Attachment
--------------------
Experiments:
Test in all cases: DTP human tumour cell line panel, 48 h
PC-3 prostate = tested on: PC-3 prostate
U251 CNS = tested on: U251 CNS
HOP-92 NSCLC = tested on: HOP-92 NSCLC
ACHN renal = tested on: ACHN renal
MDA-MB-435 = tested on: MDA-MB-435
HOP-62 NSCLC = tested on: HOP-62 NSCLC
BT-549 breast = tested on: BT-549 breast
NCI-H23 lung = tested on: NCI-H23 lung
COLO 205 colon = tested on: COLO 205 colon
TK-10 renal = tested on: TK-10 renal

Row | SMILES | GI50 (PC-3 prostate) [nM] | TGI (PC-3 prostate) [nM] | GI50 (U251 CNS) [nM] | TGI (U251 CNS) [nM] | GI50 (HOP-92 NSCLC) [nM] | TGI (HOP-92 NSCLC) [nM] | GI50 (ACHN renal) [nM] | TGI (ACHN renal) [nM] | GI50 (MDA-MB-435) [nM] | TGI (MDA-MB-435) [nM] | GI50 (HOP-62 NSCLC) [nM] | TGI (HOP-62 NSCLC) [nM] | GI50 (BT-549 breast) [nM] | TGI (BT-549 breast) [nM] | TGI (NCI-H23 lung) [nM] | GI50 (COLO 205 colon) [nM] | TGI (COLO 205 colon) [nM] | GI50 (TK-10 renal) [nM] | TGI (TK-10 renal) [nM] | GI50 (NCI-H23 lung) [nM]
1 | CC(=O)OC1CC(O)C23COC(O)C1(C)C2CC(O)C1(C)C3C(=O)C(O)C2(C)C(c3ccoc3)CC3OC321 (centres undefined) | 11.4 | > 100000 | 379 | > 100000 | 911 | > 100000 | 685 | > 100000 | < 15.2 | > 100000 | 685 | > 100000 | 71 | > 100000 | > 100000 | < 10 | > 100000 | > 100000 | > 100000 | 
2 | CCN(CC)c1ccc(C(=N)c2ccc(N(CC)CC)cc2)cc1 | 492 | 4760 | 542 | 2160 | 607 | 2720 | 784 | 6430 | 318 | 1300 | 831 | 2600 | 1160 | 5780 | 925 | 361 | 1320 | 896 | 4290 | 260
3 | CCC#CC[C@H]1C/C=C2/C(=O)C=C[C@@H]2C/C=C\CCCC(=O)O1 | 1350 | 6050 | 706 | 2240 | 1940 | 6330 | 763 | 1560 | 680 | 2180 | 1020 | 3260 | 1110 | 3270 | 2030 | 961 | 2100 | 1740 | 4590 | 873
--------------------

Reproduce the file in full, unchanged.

Experiments:
Test in all cases: DTP human tumour cell line panel, 48 h
PC-3 prostate = tested on: PC-3 prostate
U251 CNS = tested on: U251 CNS
HOP-92 NSCLC = tested on: HOP-92 NSCLC
ACHN renal = tested on: ACHN renal
MDA-MB-435 = tested on: MDA-MB-435
HOP-62 NSCLC = tested on: HOP-62 NSCLC
BT-549 breast = tested on: BT-549 breast
NCI-H23 lung = tested on: NCI-H23 lung
COLO 205 colon = tested on: COLO 205 colon
TK-10 renal = tested on: TK-10 renal

Row | SMILES | GI50 (PC-3 prostate) [nM] | TGI (PC-3 prostate) [nM] | GI50 (U251 CNS) [nM] | TGI (U251 CNS) [nM] | GI50 (HOP-92 NSCLC) [nM] | TGI (HOP-92 NSCLC) [nM] | GI50 (ACHN renal) [nM] | TGI (ACHN renal) [nM] | GI50 (MDA-MB-435) [nM] | TGI (MDA-MB-435) [nM] | GI50 (HOP-62 NSCLC) [nM] | TGI (HOP-62 NSCLC) [nM] | GI50 (BT-549 breast) [nM] | TGI (BT-549 breast) [nM] | TGI (NCI-H23 lung) [nM] | GI50 (COLO 205 colon) [nM] | TGI (COLO 205 colon) [nM] | GI50 (TK-10 renal) [nM] | TGI (TK-10 renal) [nM] | GI50 (NCI-H23 lung) [nM]
1 | CC(=O)OC1CC(O)C23COC(O)C1(C)C2CC(O)C1(C)C3C(=O)C(O)C2(C)C(c3ccoc3)CC3OC321 (centres undefined) | 11.4 | > 100000 | 379 | > 100000 | 911 | > 100000 | 685 | > 100000 | < 15.2 | > 100000 | 685 | > 100000 | 71 | > 100000 | > 100000 | < 10 | > 100000 | > 100000 | > 100000 | 
2 | CCN(CC)c1ccc(C(=N)c2ccc(N(CC)CC)cc2)cc1 | 492 | 4760 | 542 | 2160 | 607 | 2720 | 784 | 6430 | 318 | 1300 | 831 | 2600 | 1160 | 5780 | 925 | 361 | 1320 | 896 | 4290 | 260
3 | CCC#CC[C@H]1C/C=C2/C(=O)C=C[C@@H]2C/C=C\CCCC(=O)O1 | 1350 | 6050 | 706 | 2240 | 1940 | 6330 | 763 | 1560 | 680 | 2180 | 1020 | 3260 | 1110 | 3270 | 2030 | 961 | 2100 | 1740 | 4590 | 873